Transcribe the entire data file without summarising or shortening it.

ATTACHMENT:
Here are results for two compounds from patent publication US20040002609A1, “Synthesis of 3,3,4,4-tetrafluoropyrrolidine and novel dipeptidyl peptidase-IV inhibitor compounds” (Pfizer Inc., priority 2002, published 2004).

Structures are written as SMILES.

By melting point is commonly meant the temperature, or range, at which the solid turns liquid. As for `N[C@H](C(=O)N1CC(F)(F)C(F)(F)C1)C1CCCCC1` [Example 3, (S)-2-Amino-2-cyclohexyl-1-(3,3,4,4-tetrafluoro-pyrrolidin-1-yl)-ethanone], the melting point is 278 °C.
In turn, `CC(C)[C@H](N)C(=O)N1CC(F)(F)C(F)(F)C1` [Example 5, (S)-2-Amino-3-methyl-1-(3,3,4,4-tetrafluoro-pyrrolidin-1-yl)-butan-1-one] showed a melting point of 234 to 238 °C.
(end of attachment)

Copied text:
Here are results for two compounds from patent publication US20040002609A1, “Synthesis of 3,3,4,4-tetrafluoropyrrolidine and novel dipeptidyl peptidase-IV inhibitor compounds” (Pfizer Inc., priority 2002, published 2004).

Structures are written as SMILES.

By melting point is commonly meant the temperature, or range, at which the solid turns liquid. As for `N[C@H](C(=O)N1CC(F)(F)C(F)(F)C1)C1CCCCC1` [Example 3, (S)-2-Amino-2-cyclohexyl-1-(3,3,4,4-tetrafluoro-pyrrolidin-1-yl)-ethanone], the melting point is 278 °C.
In turn, `CC(C)[C@H](N)C(=O)N1CC(F)(F)C(F)(F)C1` [Example 5, (S)-2-Amino-3-methyl-1-(3,3,4,4-tetrafluoro-pyrrolidin-1-yl)-butan-1-one] showed a melting point of 234 to 238 °C.